Stop Benchmarking Unicorns and Giants

by Jamie Flinchbaugh on 05-14-24

Unicorns are companies that reach a $1B valuation while still being privately held. Giants can often be summarized originally as FAANG (Facebook, Amazon, Apple, Netflix, and Google) and now MAMAA (Meta, Apple, Microsoft, Amazon, and Alphabet). These companies are often referenced as examples to follow. Learn from their success. After all, who doesn’t want to be worth $1 Trillion? Books, consultants, and conference keynotes all promise to help you unlock the secrets to be more like these companies.

This is often the wrong pursuit.

The first failure mode of this pursuit is that the unique attributes of these companies enable them to take unique actions and strategies. This is like learning to play center in basketball from Victor Wembanyama. Unless you are also 7 foot 4 inches tall, you are unlikely to be able to copy his technique. It’s quite difficult to copy Amazon’s distribution strategy unless you also have fulfillment centers miles away from the majority of the population.

Furthermore, the things that got them to that position are very often different from the things that keep them there. There might be some things that are always true, but the stories told of the growth period often involve a little too much revisionist history to be incredibly useful.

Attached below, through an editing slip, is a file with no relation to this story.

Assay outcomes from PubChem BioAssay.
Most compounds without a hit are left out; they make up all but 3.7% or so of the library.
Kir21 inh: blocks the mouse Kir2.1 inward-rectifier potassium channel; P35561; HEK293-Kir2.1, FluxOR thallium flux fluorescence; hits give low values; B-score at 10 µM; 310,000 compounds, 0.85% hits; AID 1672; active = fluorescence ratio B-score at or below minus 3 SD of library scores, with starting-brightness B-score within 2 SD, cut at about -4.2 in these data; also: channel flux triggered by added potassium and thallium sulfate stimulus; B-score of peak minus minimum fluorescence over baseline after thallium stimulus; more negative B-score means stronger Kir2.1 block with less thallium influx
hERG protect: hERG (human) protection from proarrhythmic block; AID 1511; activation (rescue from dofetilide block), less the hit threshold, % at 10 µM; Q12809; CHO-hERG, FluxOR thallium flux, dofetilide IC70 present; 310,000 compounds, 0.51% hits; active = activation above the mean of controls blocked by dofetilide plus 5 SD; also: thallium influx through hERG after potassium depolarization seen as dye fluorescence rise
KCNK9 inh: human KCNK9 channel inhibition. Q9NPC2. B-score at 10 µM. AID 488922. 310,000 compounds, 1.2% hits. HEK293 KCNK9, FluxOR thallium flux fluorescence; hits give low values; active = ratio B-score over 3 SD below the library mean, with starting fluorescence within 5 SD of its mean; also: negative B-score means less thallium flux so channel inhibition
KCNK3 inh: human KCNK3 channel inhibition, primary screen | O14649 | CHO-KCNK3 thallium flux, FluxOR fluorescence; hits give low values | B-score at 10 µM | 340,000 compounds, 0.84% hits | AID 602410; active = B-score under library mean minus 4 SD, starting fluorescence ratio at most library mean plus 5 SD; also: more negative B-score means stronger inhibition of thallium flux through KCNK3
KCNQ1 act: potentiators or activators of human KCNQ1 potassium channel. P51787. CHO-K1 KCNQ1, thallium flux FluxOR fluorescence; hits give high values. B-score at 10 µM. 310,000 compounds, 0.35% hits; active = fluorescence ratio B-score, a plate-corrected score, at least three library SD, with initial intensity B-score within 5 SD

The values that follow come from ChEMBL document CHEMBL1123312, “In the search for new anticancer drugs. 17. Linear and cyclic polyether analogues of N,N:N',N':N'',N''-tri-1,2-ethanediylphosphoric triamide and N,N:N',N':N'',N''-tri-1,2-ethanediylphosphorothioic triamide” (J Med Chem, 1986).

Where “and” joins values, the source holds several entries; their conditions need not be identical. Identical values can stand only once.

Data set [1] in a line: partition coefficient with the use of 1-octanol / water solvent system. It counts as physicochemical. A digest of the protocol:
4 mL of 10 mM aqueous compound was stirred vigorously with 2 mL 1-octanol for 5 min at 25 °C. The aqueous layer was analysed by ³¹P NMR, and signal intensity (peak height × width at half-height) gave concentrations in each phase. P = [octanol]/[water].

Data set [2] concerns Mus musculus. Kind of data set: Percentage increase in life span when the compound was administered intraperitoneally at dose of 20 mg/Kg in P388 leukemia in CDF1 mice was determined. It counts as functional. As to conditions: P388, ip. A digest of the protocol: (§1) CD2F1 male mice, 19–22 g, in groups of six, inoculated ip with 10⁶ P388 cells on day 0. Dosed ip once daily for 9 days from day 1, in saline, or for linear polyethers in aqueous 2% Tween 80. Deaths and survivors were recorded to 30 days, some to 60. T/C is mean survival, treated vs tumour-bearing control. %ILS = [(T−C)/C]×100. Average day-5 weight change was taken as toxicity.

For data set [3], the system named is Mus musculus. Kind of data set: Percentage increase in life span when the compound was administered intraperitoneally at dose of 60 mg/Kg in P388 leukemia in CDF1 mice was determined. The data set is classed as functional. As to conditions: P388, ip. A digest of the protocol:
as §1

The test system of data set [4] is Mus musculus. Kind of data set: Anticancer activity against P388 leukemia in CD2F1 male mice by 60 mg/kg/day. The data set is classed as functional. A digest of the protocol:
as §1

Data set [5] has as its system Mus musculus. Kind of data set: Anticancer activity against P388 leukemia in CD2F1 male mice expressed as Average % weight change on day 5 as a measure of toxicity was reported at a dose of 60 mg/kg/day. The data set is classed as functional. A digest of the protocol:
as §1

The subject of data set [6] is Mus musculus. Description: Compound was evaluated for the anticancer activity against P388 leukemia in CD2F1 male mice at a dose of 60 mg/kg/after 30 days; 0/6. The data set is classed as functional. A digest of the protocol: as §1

Another critical reason to be careful learning from the giants is that correlation does not equal causation. Is the thing you are copying the reason for the success, or something that simply also happens to be present?

Google was famous for allowing 20% of time to be invested in anything people wanted. Was that why they were successful? Or was that a waste of resources that was simply covered up due to success elsewhere? We can never actually know for certain. Because these companies are so unique, there is no chance of having a true control group for comparison.

This doesn’t mean that we can’t learn from other companies. However, instead of using it as a shortcut, we need our critical thinking through the whole process.

How is the example company like us, and how are they different?

How is the trick / tip / technique / strategy they are using impacting their success?

What else must be true for that to be effective?

Why does it work?

Why might it fail?

Benchmarking can be effective, but benchmark the right companies for the right reasons and most importantly, with the right thinking.